2. Clustered shading: another shader pipeline technique where light sources are bound to small segments of the screen (clusters) rather than objects. It allows to significantly increase the light source limit without running into the act’s usual performance penalties. ↩︎
  3. Bindless textures: a shader pipeline technique that makes it possible to use textures without binding them to the scene. This allows to significantly reduce the number of draw calls and thus the CPU load, similar to atlasing but avoiding its usual drawbacks. ↩︎
  4. Physically based rendering (PBR): the rendering approach often employed in modern video games in which texturing defines the object’s optic properties in a standardised way consistent with real physics. ↩︎
2024-05-12 - jvoisin - No pingbacks so far.
Interview with psi29a 2024-04-11 - jvoisin

Hello and who are you?

Resident cat herder, metaphorically speaking and a dad, literally speaking. I, in fact, have no cats but it seems that I’m in charge of 3 children, a few teams at work and other teams spread all around the planet who work on FOSS stuff. An ex-patriot who settled in Europe and rebuilt his life. When there is free time, I do in fact play games, but I like hacking, tinkering and travelling more.

When did you join the project and why?

I’m a little fuzzy on the details, but it was likely around 2011, when 0.11 was released. I provided Debian and Ubuntu packages for the project. At this point, I was operating under the pseudonym BrotherBrick — to keep my work on OpenMW separate from my day job. I’ve had psi29a since the 90s, so once I talked to legal at my work to make sure everything was okay, I switched back to using my old handle. I had lurked around earlier of course because I was totally into finally completing the main quest while running Morrowind natively on Linux. So that was my overriding goal. Years passed, but I’m still putting off completing the main quest, which is probably why I’m still around.

This was my first post on the forum I think, in 2011.

I’ve been told that you’re the one currently wearing the “Benevolent Dictator for Life” hat, and that you’re the third hero to do so. Is that true? And if so, is it heavy?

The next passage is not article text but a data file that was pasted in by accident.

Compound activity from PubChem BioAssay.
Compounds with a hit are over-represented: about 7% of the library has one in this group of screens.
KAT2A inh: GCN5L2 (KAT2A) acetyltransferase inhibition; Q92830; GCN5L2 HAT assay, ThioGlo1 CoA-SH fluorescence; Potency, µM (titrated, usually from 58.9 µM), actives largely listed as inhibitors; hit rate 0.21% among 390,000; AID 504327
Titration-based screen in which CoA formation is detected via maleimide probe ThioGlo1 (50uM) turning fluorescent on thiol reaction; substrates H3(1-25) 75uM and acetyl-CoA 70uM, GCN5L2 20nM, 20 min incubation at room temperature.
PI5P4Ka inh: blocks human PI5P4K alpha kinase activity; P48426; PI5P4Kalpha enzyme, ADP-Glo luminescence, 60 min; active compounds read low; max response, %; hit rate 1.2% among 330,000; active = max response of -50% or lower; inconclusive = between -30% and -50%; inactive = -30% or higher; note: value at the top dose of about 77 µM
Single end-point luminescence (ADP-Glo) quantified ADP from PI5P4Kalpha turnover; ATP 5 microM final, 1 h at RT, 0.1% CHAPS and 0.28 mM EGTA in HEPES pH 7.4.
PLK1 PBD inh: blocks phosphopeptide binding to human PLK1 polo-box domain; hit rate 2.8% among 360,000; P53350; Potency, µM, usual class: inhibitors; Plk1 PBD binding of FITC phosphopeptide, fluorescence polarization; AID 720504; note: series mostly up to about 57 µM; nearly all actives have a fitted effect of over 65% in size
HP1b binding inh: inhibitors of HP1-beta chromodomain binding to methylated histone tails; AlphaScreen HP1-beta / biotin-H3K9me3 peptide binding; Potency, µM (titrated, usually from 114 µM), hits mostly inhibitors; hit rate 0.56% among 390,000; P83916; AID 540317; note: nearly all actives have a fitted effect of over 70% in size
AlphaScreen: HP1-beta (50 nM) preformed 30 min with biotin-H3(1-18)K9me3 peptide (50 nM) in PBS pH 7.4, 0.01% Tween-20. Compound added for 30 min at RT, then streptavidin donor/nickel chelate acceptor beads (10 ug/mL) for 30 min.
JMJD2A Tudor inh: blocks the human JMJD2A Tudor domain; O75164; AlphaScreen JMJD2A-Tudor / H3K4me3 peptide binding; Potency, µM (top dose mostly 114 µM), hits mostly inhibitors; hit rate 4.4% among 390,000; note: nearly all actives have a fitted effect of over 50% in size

It is. Not all heroes wear capes. That being said, it’s more like being a glorified cat herder. FOSS developers will do what developers think is cool, neat or interesting to work on. As a hobby project, as Project Lead, one can only give guidance, make suggestions, propose solutions, represent the project to the outside world, remove roadblocks and in the end still get unanimously outvoted, which is fine because the OpenMW doesn’t really need a BDFL in the traditional Linus Torvalds sense. 

Much of the work comes down to coordination and communication between developers, with upstream libraries we use and downstream in distributions. We can and have provided fixes for many of the libraries we use and also provide patches downstreams to fix issues that would prevent OpenMW from running. 

Sometimes I have to put on my dad hat or my therapist hat and help developers suffering from burn out or personal issues. I mean, I’ve known most of the developers for over a decade and bonds form. They are all welcome to the 1.0 release party at my house :)

So you do plan on continuing to lead the project for the foreseeable future?

<_<  >_>

I’m not as involved as I would like to be for such a role. I think I only got here because of how long I’ve been active in the project, not necessarily a master of shadows or a master of lights. If new leadership wants to step forward, I’ll support them. 

What have you been working on recently?

Recently not so much; I had a small break with the project to focus on my family. I can’t express how much I value boundaries, setting them, having a good work life balance for one’s own mental wellness. A few months ago, I reconnected with OpenMW thanks to the positivity of the community and developers which I’d like to think I helped foster. 

While away, I reconnected with an email penpal and worked on vsgopenmw: a fork of OpenMW that runs on Vulkan, specifically VulkanSceneGraph, the successor of OpenSceneGraph which we use as our rendering middleware library. It was nice to collaborate again, even though it was slightly unorthodox. Many patches were sent upstream to VSG and vsgopenmw now also runs on macOS via MoltenVK and Linux.

I guess I’ll let the cat out of the bag here and mention that I’m currently working on the OpenMW 1.0 roadmap. It’s been going on for the past few months and the plan is to release this roadmap sometime after 0.49’s release. Its release will not mean that 0.50 will be the first 1.x release, but it will make it a point that OpenMW is taking a “1.0” release seriously and setting things up for getting the project across this threshold and beyond. It’ll also be the opportunity to make the fabled “1.0 release party” happen.

Has OpenMW lived up to what you expected when you first discovered the project so far?

Absolutely, I feel like OpenMW reached “1.0” for me in 0.46, when it was mentioned to me that I could theoretically complete the main quest line with a reasonable approximation of the original spirit of Morrowind, just without the constant crashing. It’s gone now above and beyond with all sorts of graphical (object paging), scripting (Lua), physics (threaded) enhancements. That it does so on the three major systems is a bonus, because while emotionally I only care about Linux, in practice I have to care about Windows and macOS as well.